AgSafe Alberta Proudly Presents


Level 1 Program

Unexpected things can happen to even the most experienced farmer.  Most of us know of someone who has died on a farm, been left injured, or even permanently disabled.  Maybe something almost happened to you once.

The    program is an online tool designed to be a simple, practical, and free way to improve safety on your farm.  In less than a couple of hours and with nothing more than your phone, tablet, or laptop, you will be able to identify the critical hazards specific to your operation and come up with achievable ways to reduce the risk.  AgSafe Alberta recognizes that your time is limited, so we made sure that your progress is continually saved as you work through the program… no need to rush or wait until you have lots of spare time (we know that is not likely to happen).

Farms and ranches who complete the program will get a personalized certificate of completion, email signature badge, and a report containing your responses. You will also be able to order a    sign that you can post to show your farm’s commitment to health and safety.

 Visit Take11.ca and get started on    Level 1 today!

Lastly, if you have questions or concerns we are always here to help. You can contact our team anytime.

– For general inquiries: info@agasafeab.ca /403-219-7901

– For our hotline for incidence assistance: 1-833-9AGSAFE

Jody Wacowich
AgSafe Alberta Executive Director

Jody Wacowich


Alberta Farmers and Ranchers No Longer Exempt From the Code

Effective December 1, 2021 the Farming and Ranching Exemption Repeal Regulation will come into effect, making the part of the Alberta Occupational Health and Safety Code relating to Joint Work Site Health and Safety Committees and Health and Safety Representatives applicable to farming and ranching operations.  For help understanding how this and any of the other changes below might impact you and your operation, please email us at info@agsafeab.ca.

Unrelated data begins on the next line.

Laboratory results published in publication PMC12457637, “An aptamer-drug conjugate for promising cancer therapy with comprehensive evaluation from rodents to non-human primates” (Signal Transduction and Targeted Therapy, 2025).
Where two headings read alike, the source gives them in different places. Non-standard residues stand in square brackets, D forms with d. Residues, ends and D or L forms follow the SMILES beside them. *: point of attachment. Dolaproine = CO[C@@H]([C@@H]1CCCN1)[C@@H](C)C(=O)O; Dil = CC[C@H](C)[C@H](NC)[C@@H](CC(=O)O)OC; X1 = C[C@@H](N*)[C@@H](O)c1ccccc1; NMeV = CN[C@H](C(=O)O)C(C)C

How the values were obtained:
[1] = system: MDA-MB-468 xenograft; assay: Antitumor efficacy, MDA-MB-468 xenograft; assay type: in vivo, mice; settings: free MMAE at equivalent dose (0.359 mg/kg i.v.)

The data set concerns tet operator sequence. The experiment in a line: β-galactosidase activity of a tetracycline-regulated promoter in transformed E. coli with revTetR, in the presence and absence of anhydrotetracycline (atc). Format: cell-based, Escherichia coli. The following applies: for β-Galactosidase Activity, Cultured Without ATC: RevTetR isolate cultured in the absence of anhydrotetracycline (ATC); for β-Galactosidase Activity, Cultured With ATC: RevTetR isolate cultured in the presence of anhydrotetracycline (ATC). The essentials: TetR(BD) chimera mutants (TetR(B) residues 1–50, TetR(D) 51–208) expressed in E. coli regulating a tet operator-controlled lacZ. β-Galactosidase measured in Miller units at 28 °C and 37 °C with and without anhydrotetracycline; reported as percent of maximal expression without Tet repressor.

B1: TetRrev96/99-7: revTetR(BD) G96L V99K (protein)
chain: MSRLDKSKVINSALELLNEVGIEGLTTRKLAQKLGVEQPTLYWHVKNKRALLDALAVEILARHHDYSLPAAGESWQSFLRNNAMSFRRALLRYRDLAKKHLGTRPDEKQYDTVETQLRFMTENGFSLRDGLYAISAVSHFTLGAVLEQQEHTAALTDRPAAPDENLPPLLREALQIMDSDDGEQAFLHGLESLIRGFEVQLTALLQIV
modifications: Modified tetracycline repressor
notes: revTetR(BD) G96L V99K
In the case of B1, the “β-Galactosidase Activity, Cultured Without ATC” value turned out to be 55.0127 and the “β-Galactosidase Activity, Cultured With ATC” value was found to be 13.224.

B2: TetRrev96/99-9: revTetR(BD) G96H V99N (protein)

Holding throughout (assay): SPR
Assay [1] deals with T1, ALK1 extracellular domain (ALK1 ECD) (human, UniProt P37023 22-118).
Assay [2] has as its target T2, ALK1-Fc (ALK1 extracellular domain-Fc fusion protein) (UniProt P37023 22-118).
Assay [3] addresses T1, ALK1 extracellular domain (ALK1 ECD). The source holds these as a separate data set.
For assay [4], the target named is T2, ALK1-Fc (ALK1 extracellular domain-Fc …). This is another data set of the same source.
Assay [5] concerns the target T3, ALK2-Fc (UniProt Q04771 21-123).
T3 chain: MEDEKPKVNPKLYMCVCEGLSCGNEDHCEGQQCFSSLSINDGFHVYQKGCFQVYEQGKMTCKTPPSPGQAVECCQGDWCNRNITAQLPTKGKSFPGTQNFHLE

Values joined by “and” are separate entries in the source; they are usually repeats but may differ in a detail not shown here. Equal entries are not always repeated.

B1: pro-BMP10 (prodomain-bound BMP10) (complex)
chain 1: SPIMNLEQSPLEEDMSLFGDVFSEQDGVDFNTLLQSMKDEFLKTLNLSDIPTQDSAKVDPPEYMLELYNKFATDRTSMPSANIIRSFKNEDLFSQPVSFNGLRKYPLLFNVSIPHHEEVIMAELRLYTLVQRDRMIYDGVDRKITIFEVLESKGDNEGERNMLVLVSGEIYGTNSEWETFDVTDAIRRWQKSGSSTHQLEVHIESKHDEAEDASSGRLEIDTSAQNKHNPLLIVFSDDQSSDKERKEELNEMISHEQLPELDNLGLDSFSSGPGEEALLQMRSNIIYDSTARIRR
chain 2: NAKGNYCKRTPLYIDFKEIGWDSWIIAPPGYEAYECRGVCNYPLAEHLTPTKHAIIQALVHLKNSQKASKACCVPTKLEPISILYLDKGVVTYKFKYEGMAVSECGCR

Other change highlights relating to the Alberta Occupational Health and Safety Act that come into effect on December 1, 2021, include:

  • The term contractor has been replaced by contracting employer and the definition of an employer now includes a person who is self-employed. 
  • The right to refuse unsafe work has not changed, however, the term undue hazard has been added to help clarify where work refusals are appropriate; as well, how work refusals are handled has been simplified.  Details can be viewed here.
  • Disciplinary action complaints must now be filed within 180 days of the action and complaints found to be “without merit” do not have to be investigated by an OHS Officer.  Details can be viewed here
  • Changes to the wording of the Act relating to reportable injuries, illnesses and incidents.  An injury, illness or incident where there is “reason to believe the worker has been or will be admitted to a hospital beyond treatment in an emergency room or urgent care facility” must now be reported to Alberta Occupational Health and Safety.

The full Occupational Health and Safety Act (which is currently awaiting proclamation) can be viewed here.  Other key areas of interest may include the following:

  • Changes relating to multi-employer sites and prime contractor provisions can be found here.
  • Changes to the potentially serious incident reporting requirements can be read in further detail here.
  • What the roles and duties of an OHS Officer are can be found here.

Changes to Alberta One Call and Where’s the Line

You may have noticed something a little different if you visited wherestheline.ca or albertaonecall.com recently.  Alberta One-Call Corporation joined with the Alberta Common Ground Alliance to form Utility Safety Partners.  This merger included absorbing the Where’s the Line campaign which focused on bringing overhead powerline safety to Albertans.

Visit utilitysafety.ca for more information.


Effects of Electrical Current on the Body

When the conditions are right, electric shocks can be fatal even at low voltages.  Since our bodies are approximately 70% water, it is easy for electricity to pass through us in just seconds.  A mild electric shock can cause headache, muscle fatigue or spasms, temporary loss of consciousness and temporary difficulty breathing.  Serious and potentially fatal side effects of electrocution can result in severe burns, vision loss, hearing loss, brain damage, respiratory arrest or failure, cardiac arrest and death. 

Consider the chart below:

Less than 1 MilliampMay not be noticed.
1 MilliampSlight tingle.
5 MilliampsSlight shock; the average person will be able to let to. Strong involuntary actions can result in other injuries (i.e., falling off a ladder).